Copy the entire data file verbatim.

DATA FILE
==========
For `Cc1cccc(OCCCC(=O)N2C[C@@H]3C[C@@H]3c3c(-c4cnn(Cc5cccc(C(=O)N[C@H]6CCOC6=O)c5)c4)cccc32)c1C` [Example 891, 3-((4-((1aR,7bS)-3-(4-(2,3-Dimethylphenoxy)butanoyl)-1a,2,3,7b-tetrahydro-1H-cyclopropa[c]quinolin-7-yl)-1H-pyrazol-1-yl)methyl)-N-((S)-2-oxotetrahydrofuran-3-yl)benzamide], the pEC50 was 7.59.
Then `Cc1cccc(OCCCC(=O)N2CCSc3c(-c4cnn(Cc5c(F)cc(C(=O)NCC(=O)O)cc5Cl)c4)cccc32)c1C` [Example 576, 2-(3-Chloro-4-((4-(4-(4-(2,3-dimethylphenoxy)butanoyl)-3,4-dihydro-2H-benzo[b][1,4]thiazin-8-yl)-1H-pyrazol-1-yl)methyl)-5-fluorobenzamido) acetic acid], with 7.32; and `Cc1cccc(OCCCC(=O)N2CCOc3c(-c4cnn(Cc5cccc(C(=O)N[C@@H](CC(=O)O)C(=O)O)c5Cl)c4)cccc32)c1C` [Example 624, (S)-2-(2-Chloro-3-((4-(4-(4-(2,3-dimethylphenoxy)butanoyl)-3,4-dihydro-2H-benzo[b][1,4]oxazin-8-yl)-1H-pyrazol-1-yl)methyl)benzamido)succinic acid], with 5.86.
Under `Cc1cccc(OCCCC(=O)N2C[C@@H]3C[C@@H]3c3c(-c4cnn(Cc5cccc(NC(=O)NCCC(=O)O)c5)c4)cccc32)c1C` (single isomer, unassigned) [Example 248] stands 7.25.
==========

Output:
For `Cc1cccc(OCCCC(=O)N2C[C@@H]3C[C@@H]3c3c(-c4cnn(Cc5cccc(C(=O)N[C@H]6CCOC6=O)c5)c4)cccc32)c1C` [Example 891, 3-((4-((1aR,7bS)-3-(4-(2,3-Dimethylphenoxy)butanoyl)-1a,2,3,7b-tetrahydro-1H-cyclopropa[c]quinolin-7-yl)-1H-pyrazol-1-yl)methyl)-N-((S)-2-oxotetrahydrofuran-3-yl)benzamide], the pEC50 was 7.59.
Then `Cc1cccc(OCCCC(=O)N2CCSc3c(-c4cnn(Cc5c(F)cc(C(=O)NCC(=O)O)cc5Cl)c4)cccc32)c1C` [Example 576, 2-(3-Chloro-4-((4-(4-(4-(2,3-dimethylphenoxy)butanoyl)-3,4-dihydro-2H-benzo[b][1,4]thiazin-8-yl)-1H-pyrazol-1-yl)methyl)-5-fluorobenzamido) acetic acid], with 7.32; and `Cc1cccc(OCCCC(=O)N2CCOc3c(-c4cnn(Cc5cccc(C(=O)N[C@@H](CC(=O)O)C(=O)O)c5Cl)c4)cccc32)c1C` [Example 624, (S)-2-(2-Chloro-3-((4-(4-(4-(2,3-dimethylphenoxy)butanoyl)-3,4-dihydro-2H-benzo[b][1,4]oxazin-8-yl)-1H-pyrazol-1-yl)methyl)benzamido)succinic acid], with 5.86.
Under `Cc1cccc(OCCCC(=O)N2C[C@@H]3C[C@@H]3c3c(-c4cnn(Cc5cccc(NC(=O)NCCC(=O)O)c5)c4)cccc32)c1C` (single isomer, unassigned) [Example 248] stands 7.25.